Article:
Why would an industry risk putting another industry or others in financial straits only to, eventually, cause financial problems for itself?
When it was reported recently that Australia's fitness industry was in peril due to the music licensing organization in that country threatening a 3,000 percent increase in fees, it reminded me of a question I still struggle with due to the home mortgage crisis going on: Why would an industry risk putting another industry or others in financial straits only to, eventually, cause financial problems for itself?
For instance, homeowners by the thousands are facing foreclosure after committing themselves to risky adjustable-rate mortgages. And, rather than the banks working with these individuals to find a solution that will allow them to keep their homes, it was reported that the banks are working with less than 1 percent. So, in the end, not only does the homeowner lose out, but so does the bank; it doesn't get paid anything each month, and houses aren't selling unless drastically reduced in price, resulting in the bank losing in most, if not all, cases.
If the Phonographic Performance Company of Australia (PPCA) succeeds in its efforts to increase its licensing fees in fitness facilities, many will likely go out of business. Currently, each fitness center operator is charged 98 cents per group exercise class, with an annual cap of $2,654. PPCA wants to raise that to $31.67 per class with no annual cap. According to Fitness Australia, that country's industry association, annual licensing fees for an average-size facility would increase from $1,500 a year to $80,000. The only way to offset that increase, obviously, is to increase member dues by about $20 per month. This, at a time when Smart Company, Australia's online magazine for entrepreneurs, has predicted fitness industry membership growth to slow due to rising interest rates and the credit crunch.
But, according to the CEO of PPCA, Stephen Peach, the increase is "fair and reasonable," considering that the current rate hasn't been reviewed for 13 years. The fact that the PPCA hasn't reviewed its fee schedule for 13 years still doesn't answer how a 3,000 percent increase is considered fair. How does putting another industry out of business translate to fair practice?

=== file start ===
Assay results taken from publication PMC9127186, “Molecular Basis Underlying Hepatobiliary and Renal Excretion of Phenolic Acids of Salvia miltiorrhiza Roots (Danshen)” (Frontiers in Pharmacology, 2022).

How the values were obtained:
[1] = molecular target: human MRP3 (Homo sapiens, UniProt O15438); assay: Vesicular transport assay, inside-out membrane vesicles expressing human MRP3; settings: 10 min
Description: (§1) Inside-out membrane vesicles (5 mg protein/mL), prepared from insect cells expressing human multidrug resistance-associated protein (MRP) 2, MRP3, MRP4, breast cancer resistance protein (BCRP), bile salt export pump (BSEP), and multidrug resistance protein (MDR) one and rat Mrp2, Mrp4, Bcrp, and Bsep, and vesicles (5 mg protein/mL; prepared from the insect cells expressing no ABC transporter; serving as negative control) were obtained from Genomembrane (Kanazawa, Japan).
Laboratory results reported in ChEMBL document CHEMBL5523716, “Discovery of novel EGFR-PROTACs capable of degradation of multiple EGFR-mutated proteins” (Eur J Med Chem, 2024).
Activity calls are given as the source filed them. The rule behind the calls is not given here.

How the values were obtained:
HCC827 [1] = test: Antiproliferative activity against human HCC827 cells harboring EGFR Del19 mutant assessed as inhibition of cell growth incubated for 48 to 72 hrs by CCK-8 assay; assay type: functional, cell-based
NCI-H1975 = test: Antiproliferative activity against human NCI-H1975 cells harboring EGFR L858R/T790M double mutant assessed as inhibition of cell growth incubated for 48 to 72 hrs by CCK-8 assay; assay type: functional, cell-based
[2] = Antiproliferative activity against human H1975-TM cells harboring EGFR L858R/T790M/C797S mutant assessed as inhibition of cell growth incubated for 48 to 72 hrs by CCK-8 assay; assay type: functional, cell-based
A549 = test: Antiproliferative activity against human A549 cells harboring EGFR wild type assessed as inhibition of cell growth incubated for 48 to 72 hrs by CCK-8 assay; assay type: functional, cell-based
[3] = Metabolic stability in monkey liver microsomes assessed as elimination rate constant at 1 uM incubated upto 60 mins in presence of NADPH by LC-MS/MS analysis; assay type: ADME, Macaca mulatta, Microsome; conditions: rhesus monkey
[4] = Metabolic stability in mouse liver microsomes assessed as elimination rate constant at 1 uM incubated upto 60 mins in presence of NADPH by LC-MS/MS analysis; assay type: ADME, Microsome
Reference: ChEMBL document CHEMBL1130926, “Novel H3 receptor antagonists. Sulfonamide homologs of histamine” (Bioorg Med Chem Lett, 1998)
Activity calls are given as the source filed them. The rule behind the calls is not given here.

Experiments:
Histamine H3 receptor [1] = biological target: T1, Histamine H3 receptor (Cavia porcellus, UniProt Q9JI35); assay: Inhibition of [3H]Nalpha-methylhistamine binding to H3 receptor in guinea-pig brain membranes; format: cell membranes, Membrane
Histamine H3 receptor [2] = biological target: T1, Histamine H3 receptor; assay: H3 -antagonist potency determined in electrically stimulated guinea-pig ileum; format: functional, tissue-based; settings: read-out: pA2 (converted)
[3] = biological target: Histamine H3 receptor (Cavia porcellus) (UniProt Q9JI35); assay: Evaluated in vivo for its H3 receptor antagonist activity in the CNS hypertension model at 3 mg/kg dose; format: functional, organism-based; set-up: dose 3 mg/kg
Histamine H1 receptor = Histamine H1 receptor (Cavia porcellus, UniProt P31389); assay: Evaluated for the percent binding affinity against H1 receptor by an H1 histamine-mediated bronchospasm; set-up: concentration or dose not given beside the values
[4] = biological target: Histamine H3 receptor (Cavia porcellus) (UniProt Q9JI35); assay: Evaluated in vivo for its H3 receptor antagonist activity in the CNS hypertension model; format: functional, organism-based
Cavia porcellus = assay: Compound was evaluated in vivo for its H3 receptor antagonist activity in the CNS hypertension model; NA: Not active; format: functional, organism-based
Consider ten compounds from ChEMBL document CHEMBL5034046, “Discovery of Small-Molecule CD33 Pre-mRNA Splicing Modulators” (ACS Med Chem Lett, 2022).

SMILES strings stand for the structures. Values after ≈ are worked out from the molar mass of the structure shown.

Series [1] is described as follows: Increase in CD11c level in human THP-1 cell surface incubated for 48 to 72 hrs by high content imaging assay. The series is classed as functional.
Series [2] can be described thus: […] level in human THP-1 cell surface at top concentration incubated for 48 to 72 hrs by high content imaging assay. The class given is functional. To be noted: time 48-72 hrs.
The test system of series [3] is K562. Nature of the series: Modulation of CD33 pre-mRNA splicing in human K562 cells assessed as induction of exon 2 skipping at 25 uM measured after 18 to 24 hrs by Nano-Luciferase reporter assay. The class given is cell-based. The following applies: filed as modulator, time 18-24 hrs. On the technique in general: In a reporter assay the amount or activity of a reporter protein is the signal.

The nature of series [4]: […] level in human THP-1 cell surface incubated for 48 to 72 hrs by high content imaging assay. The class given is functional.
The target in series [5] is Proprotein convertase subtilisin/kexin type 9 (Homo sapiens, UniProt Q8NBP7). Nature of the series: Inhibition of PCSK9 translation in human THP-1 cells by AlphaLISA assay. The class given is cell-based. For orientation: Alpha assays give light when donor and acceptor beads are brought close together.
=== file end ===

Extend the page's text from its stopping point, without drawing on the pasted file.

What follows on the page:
How do you think your members would respond to a dues increase of $20 per month? Obviously, the International Health, Racquet and Sportsclub Association (IHRSA) is considering what this all means on the U.S. front. The current rates PPCA charges Australian fitness facilities is higher than what U.S. fitness facility operators are charged right now. As an example, BMI, one of several music licensing organizations in the U.S., charges 24 cents per group exercise class per member, 17 cents for ambient music per member, and 10 cents for television and/or radio per member, with a minimum yearly fee of $270 per facility and a cap of $1,840. Both IHRSA and Fitness First Australia have pledged $135,000 apiece, and are looking for Australian fitness centers to match these funds, to help fight the PPCA's attempts to raise its fees to the level that is currently suggested.
Shouldn't businesses be helping other non-competing businesses (and individuals) to succeed, rather than fail? Everyone needs to make a reasonable amount of money. But, an unreasonable increase like this has a spiral effect, not just on the individual members whose rates are increased, but the fitness facilities that go out of business because they can't attract members at those rates, and then, ultimately, the music licensing organization, because it gets nothing instead of something.